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Hogging the shade in Tulum

sunny 31 °C


The beach at Tulum is just as advertised - water fans out from the palest turquoise to the deepest marine blue. The pale beige (it's not white) sand really is the texture of baking soda. Waves roll in gently, colourful boats bob by the shore - at first glance, this is someone's marketing dream.

But... there is the not insignificant matter of finding shade. You have two options. You pay $15-$20 a day for an umbrella and lounge chairs at the exclusive El Paraiso Beach Club, plus the cost of lunch and drinks (even water), as all outside food and beverages are prohibited. Or... you join the Mexicans - park on the adjoining road, walk in to the beach and stake out a spot. Naturally, everyone wants shade, but the palm trees in the background belong to the beach club - the lone palm tree in the foreground (the one we have come to think of as "our tree") is one of the few spots for shade. It is prime real estate.

The chair you see in this photo? That is one of our chairs. No idea who the man is - he was just sleeping peacefully when I arrived. By today - our third day at the beach - we have our strategy honed. We arrive before 10:00 am - just the joggers are out then. I run down the beach to grab that spot before anyone else can get to it, while Steve finishes parking the car, "tipping" the police officer, and struggles to join me, carrying our cooler and his chair. Once we are settled in, we position ourselves advantageously, so as to move with the shade, and not get boxed in by interlopers. I feel for all the world like my Aunt Edie, who could clear the food court at Granville Island Market, just by virtue of wanting that empty table. Seriously, though, we can't afford $50 a day to go to the beach, and we scoured Tulum to buy a beach umbrella (there are none to be found).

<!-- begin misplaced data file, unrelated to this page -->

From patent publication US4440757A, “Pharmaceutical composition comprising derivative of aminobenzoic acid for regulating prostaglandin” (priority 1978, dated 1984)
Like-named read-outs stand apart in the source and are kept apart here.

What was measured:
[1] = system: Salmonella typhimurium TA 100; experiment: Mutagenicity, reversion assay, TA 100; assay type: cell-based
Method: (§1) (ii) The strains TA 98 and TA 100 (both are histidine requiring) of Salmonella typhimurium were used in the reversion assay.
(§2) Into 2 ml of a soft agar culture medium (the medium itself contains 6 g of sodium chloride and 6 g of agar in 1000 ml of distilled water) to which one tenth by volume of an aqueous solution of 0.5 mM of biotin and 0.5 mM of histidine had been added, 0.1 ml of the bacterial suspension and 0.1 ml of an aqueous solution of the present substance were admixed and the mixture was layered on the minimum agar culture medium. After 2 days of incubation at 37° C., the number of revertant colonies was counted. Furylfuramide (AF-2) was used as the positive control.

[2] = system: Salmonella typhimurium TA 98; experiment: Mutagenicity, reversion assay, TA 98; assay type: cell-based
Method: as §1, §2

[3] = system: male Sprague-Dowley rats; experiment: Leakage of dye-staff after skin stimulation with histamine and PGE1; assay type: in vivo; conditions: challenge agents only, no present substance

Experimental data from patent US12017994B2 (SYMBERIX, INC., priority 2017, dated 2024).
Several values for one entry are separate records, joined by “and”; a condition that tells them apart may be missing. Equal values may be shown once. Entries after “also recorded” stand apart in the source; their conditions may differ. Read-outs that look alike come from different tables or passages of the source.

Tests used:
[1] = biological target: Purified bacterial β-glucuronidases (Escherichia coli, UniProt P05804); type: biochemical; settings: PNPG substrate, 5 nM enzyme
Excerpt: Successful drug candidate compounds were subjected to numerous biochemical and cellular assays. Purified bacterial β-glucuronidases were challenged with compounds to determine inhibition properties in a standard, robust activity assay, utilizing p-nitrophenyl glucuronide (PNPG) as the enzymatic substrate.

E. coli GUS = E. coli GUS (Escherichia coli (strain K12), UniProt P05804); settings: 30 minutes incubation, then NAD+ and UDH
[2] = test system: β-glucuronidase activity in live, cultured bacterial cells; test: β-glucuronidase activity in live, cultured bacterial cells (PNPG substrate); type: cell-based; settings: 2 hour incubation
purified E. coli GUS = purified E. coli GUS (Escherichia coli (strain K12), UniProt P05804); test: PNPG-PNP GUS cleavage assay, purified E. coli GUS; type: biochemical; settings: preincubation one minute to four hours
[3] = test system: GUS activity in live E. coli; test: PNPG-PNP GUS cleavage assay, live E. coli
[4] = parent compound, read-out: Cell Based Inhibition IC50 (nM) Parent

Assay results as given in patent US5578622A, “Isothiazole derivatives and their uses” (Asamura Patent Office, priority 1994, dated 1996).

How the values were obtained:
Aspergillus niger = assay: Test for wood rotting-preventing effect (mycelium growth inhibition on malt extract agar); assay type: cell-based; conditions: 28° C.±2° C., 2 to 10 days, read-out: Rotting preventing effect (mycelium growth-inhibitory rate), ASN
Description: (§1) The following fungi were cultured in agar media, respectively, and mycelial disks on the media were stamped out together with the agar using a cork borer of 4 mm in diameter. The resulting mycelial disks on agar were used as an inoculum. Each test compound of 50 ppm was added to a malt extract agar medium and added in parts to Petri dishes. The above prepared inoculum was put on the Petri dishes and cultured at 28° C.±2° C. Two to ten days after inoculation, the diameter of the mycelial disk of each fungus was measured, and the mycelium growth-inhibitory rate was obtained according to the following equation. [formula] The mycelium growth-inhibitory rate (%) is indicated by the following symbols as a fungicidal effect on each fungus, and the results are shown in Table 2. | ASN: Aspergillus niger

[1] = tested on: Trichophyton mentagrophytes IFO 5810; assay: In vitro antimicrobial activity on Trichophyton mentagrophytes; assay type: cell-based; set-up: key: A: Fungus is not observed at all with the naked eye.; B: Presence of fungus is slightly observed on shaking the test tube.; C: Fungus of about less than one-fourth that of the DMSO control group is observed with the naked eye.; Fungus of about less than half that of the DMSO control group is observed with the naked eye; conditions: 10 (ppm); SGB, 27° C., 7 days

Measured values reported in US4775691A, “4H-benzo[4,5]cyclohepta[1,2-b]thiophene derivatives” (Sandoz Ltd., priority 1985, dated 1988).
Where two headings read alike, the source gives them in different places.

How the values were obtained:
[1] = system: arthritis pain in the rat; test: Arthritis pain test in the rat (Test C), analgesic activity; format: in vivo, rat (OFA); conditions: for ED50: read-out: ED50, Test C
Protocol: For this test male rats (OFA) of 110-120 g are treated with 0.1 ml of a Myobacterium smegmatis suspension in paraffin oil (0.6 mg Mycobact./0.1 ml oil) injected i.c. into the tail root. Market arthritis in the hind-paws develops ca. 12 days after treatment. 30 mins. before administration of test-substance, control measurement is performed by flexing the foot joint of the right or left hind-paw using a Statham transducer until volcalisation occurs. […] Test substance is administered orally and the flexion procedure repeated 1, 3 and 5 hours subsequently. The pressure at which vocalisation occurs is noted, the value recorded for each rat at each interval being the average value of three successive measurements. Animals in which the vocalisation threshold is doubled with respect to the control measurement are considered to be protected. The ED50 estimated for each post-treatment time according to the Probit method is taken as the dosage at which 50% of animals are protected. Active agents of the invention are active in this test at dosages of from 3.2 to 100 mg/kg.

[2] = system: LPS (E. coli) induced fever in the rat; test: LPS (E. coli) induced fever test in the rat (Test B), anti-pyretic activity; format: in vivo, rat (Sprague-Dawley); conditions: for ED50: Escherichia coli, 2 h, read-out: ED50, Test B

Anyway, decorum in Mexico and in Canada have two different meanings. Back home, we maintain personal space - here it is a free-for-all, once the crowds start arriving. People move right in, as they should, and it becomes a little party. I even rubbed sunscreen on the bald head of a very amusing Italian who was trying to talk to us in our mash-up of Italian and Spanish. The people-watching is just fantastic. Selfie-sticks are a dime a dozen and these two young women must have taken two dozen photos - peace signs, duck lips and all.


"Our tree" is a magnet for photo ops - it swoops low and curves back up, so it is irresistible to climb up, hang off and pose beside. We figure we must be in at least two hundred holiday photos by now.


There are no shortage of beautiful bodies on the beach, a number of topless women, and a whole lot more women wearing shoelaces for bottoms. Stephen looks with discretion, and I look with the detached interest of someone who has not been 20 years old for a very long time. Beauty is beauty.

We had a very funny thing happen yesterday. We had just pulled out our sandwiches, and were eating our lunch when the Corona Girls arrived. Four glorious creatures in Corona bikinis - posing and arching their backs and playing to the camera - about four feet from where poor Steve was busily chewing away on his sandwich, not knowing where to look. We had a good laugh at ourselves - and needless to say - there are no photos!

One phenomenon this year is the amount of sea grass that is in the water and deposited up on shore. Apparently this only happens once every 10 or 15 years - normally the beach and water are pristine. The beach resort next door has their employees working non-stop - wheelbarrow after wheelbarrow after wheelbarrow hauled away each day - only to have fresh sea grass reappear the next morning. Aside from that, which really isn't a problem, the swimming is fantastic - sandy bottom, lovely bouncy waves without currents or undertows, and a perfect temperature - warm, yet cool at the same time - very refreshing.